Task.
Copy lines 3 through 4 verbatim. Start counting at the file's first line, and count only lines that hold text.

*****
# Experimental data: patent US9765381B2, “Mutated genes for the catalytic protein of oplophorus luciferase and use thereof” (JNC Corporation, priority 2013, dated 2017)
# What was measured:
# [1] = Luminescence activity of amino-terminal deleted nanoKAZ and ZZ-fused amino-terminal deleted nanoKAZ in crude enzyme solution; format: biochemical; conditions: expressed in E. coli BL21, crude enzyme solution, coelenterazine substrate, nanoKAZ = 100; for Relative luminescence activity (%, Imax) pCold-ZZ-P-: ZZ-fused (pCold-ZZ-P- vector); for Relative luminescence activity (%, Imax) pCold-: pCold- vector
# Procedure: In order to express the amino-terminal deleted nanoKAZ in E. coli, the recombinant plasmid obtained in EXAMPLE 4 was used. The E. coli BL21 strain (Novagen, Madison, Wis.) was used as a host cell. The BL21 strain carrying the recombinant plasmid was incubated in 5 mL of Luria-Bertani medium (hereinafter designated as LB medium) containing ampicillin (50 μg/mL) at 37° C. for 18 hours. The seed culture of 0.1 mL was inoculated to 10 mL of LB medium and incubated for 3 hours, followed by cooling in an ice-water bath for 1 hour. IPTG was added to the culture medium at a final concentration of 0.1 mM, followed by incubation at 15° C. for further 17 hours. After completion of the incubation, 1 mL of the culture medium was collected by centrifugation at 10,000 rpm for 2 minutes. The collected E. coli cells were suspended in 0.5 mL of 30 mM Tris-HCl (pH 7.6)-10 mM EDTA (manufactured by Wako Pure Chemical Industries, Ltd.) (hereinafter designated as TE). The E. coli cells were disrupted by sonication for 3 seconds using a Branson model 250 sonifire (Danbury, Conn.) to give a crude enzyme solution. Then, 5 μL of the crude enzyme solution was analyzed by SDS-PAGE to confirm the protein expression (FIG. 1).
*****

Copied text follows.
# [1] = Luminescence activity of amino-terminal deleted nanoKAZ and ZZ-fused amino-terminal deleted nanoKAZ in crude enzyme solution; format: biochemical; conditions: expressed in E. coli BL21, crude enzyme solution, coelenterazine substrate, nanoKAZ = 100; for Relative luminescence activity (%, Imax) pCold-ZZ-P-: ZZ-fused (pCold-ZZ-P- vector); for Relative luminescence activity (%, Imax) pCold-: pCold- vector
# Procedure: In order to express the amino-terminal deleted nanoKAZ in E. coli, the recombinant plasmid obtained in EXAMPLE 4 was used. The E. coli BL21 strain (Novagen, Madison, Wis.) was used as a host cell. The BL21 strain carrying the recombinant plasmid was incubated in 5 mL of Luria-Bertani medium (hereinafter designated as LB medium) containing ampicillin (50 μg/mL) at 37° C. for 18 hours. The seed culture of 0.1 mL was inoculated to 10 mL of LB medium and incubated for 3 hours, followed by cooling in an ice-water bath for 1 hour. IPTG was added to the culture medium at a final concentration of 0.1 mM, followed by incubation at 15° C. for further 17 hours. After completion of the incubation, 1 mL of the culture medium was collected by centrifugation at 10,000 rpm for 2 minutes. The collected E. coli cells were suspended in 0.5 mL of 30 mM Tris-HCl (pH 7.6)-10 mM EDTA (manufactured by Wako Pure Chemical Industries, Ltd.) (hereinafter designated as TE). The E. coli cells were disrupted by sonication for 3 seconds using a Branson model 250 sonifire (Danbury, Conn.) to give a crude enzyme solution. Then, 5 μL of the crude enzyme solution was analyzed by SDS-PAGE to confirm the protein expression (FIG. 1).